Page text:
M&A Basics | Handling Buyer Meetings

Jacob Orosz Portrait
by Jacob Orosz (President of Morgan & Westfield)

Executive Summary

What happens after the buyer receives a confidential information memorandum (CIM) about a business?

Here’s the ideal sequence of steps in screening and meeting with a buyer:

  1. Buyer is pre-screened and signs a non-disclosure agreement (NDA)
  2. Buyer receives the CIM
  3. Buyer has a few questions that are answered on the phone
  4. Buyer and seller meet in person
  5. Additional phone calls or meetings are conducted until the buyer either makes an offer or decides not to pursue the purchase

When meeting with a potential buyer, keep in mind the Golden Rule: Treat others how you want to be treated. Specifically:

  • Be professional and respectful of their time and needs when making the arrangements; send them the message that you are professional and cooperative but not a pushover.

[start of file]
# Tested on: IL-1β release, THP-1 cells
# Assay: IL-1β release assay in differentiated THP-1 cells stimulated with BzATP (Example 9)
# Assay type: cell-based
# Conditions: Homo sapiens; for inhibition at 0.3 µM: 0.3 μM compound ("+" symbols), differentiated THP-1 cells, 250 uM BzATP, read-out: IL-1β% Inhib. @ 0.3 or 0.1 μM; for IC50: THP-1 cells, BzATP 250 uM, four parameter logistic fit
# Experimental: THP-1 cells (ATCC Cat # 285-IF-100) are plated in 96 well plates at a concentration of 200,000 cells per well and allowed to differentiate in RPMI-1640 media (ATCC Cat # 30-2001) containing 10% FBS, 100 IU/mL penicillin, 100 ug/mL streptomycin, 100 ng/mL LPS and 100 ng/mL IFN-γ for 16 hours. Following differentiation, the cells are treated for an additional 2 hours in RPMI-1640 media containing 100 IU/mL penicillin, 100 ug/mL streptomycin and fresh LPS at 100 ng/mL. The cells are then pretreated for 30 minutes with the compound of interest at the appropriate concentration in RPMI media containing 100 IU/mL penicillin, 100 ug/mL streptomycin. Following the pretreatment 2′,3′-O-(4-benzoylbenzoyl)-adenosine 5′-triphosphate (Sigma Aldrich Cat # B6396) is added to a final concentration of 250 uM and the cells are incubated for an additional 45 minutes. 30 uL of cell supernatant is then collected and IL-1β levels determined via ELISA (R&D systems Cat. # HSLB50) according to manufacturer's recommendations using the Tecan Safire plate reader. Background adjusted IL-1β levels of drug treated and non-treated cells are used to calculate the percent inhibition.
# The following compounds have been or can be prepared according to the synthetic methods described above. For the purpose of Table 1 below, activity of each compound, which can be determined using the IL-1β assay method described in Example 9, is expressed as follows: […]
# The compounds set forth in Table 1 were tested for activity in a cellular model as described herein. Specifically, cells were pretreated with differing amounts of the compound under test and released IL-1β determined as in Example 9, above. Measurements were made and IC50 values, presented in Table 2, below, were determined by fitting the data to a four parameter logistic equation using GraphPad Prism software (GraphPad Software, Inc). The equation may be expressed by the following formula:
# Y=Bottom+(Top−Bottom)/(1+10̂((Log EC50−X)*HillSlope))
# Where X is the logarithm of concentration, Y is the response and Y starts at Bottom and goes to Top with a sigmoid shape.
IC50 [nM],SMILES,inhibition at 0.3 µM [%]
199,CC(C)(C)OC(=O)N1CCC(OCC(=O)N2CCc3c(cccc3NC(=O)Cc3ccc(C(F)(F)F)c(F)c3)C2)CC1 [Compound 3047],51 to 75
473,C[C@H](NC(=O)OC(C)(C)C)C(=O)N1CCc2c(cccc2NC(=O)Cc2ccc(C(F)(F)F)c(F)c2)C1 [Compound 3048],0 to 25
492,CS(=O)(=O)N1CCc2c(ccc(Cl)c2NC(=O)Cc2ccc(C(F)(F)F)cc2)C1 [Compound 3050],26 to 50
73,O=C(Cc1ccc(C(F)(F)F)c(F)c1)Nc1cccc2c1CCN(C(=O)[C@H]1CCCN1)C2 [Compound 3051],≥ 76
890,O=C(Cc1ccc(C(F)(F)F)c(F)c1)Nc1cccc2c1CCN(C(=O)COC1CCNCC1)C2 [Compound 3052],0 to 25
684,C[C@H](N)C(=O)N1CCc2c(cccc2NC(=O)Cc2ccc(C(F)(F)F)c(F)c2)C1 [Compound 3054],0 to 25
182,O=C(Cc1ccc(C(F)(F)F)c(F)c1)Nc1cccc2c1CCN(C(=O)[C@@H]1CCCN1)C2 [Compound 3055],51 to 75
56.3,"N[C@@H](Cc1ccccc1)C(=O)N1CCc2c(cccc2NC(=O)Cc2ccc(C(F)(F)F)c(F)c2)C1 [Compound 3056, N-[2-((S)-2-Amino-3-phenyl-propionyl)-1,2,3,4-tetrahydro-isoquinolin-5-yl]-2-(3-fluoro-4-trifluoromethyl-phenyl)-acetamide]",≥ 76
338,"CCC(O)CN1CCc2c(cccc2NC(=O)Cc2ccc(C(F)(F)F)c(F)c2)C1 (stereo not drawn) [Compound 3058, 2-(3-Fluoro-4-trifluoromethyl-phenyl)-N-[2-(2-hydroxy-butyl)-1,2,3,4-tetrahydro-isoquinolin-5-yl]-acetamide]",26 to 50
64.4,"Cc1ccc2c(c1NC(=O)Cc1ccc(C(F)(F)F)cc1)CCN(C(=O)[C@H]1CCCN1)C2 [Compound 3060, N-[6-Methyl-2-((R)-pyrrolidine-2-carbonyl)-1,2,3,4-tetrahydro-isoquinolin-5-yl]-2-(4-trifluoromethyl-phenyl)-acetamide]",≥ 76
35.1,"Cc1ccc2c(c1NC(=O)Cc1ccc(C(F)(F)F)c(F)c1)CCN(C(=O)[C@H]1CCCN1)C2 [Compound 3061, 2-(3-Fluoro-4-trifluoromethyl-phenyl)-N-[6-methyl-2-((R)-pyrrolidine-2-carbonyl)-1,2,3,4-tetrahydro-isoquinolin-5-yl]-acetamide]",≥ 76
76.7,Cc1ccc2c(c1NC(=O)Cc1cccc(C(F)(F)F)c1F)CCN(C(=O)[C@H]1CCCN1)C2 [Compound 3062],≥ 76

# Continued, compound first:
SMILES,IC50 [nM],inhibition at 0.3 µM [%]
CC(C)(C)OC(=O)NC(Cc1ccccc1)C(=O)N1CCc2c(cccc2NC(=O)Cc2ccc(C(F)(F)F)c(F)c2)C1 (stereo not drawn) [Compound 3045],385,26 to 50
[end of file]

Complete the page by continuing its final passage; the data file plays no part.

• Be prepared. Be sure to have access to a computer and your CIM so that you can easily answer any questions they may have.
  • If you talk with the buyer on the phone or have a conference call scheduled, plan to talk in a quiet place.
  • Be sure to schedule enough time so you can hold the meeting without any distractions.

Let’s proceed …

Set a Meeting

Interested buyers usually prefer to ask a few specific questions on the phone before setting up a face-to-face meeting and seeing the business.

The goal of this phone call should be to set up a physical meeting because the chances of a successful deal improve once you get face-to-face with a buyer.

Set up a face-to-face meeting and then use this time to establish a trusting relationship. Asking the buyer to invest their time via a face-to-face meeting is also the most effective method for screening their motivation level.

Although it’s okay to answer a few questions before the meeting, it’s good practice to gently persuade the buyer to meet face to face to view the business and ask questions.

We only include two or three pictures in the CIM. Why do we do this? So we can leave some curiosity in the buyer’s mind and give them a reason to meet face to face and see the business.

Agenda for the Meeting

Immediately show your business to the buyer after a short get-to-know-each-other introduction.